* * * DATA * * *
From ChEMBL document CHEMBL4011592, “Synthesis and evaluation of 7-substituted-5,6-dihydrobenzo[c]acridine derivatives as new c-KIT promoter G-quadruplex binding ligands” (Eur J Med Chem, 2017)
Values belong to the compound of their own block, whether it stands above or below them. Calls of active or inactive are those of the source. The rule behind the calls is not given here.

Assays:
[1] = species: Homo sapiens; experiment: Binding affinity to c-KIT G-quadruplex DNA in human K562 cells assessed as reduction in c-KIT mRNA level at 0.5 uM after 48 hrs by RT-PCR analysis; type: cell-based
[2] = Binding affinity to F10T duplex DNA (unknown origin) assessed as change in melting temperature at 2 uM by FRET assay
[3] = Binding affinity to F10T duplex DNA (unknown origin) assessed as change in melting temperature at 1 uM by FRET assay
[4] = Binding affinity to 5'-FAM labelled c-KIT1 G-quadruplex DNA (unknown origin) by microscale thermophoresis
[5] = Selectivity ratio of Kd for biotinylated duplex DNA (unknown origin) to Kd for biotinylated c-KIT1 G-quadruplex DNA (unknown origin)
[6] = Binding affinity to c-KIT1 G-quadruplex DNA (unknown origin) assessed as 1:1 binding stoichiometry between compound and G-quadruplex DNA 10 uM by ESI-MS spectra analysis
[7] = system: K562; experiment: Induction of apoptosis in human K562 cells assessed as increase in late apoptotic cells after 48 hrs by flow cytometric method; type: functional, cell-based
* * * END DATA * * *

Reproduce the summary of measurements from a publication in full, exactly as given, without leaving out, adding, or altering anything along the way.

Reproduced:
From ChEMBL document CHEMBL4011592, “Synthesis and evaluation of 7-substituted-5,6-dihydrobenzo[c]acridine derivatives as new c-KIT promoter G-quadruplex binding ligands” (Eur J Med Chem, 2017)
Values belong to the compound of their own block, whether it stands above or below them. Calls of active or inactive are those of the source. The rule behind the calls is not given here.

Assays:
[1] = species: Homo sapiens; experiment: Binding affinity to c-KIT G-quadruplex DNA in human K562 cells assessed as reduction in c-KIT mRNA level at 0.5 uM after 48 hrs by RT-PCR analysis; type: cell-based
[2] = Binding affinity to F10T duplex DNA (unknown origin) assessed as change in melting temperature at 2 uM by FRET assay
[3] = Binding affinity to F10T duplex DNA (unknown origin) assessed as change in melting temperature at 1 uM by FRET assay
[4] = Binding affinity to 5'-FAM labelled c-KIT1 G-quadruplex DNA (unknown origin) by microscale thermophoresis
[5] = Selectivity ratio of Kd for biotinylated duplex DNA (unknown origin) to Kd for biotinylated c-KIT1 G-quadruplex DNA (unknown origin)
[6] = Binding affinity to c-KIT1 G-quadruplex DNA (unknown origin) assessed as 1:1 binding stoichiometry between compound and G-quadruplex DNA 10 uM by ESI-MS spectra analysis
[7] = system: K562; experiment: Induction of apoptosis in human K562 cells assessed as increase in late apoptotic cells after 48 hrs by flow cytometric method; type: functional, cell-based